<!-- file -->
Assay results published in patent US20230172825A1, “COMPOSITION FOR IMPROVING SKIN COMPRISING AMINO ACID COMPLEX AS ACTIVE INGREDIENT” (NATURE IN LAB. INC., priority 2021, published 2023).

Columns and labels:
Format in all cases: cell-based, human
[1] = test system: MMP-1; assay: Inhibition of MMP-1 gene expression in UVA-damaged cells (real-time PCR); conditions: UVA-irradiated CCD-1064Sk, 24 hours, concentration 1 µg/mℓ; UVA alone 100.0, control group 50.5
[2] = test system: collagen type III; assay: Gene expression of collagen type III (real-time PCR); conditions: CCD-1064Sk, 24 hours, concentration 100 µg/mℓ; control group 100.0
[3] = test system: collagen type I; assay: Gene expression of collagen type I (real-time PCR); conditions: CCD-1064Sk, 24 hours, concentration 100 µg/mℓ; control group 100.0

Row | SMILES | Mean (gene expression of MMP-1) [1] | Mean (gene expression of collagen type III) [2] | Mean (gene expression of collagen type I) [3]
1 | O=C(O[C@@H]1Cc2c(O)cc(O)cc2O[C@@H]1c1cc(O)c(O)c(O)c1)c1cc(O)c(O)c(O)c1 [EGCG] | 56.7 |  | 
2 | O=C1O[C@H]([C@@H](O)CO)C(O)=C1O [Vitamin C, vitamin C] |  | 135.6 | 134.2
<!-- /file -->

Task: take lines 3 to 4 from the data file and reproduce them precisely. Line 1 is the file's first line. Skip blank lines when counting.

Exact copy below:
Format in all cases: cell-based, human
[1] = test system: MMP-1; assay: Inhibition of MMP-1 gene expression in UVA-damaged cells (real-time PCR); conditions: UVA-irradiated CCD-1064Sk, 24 hours, concentration 1 µg/mℓ; UVA alone 100.0, control group 50.5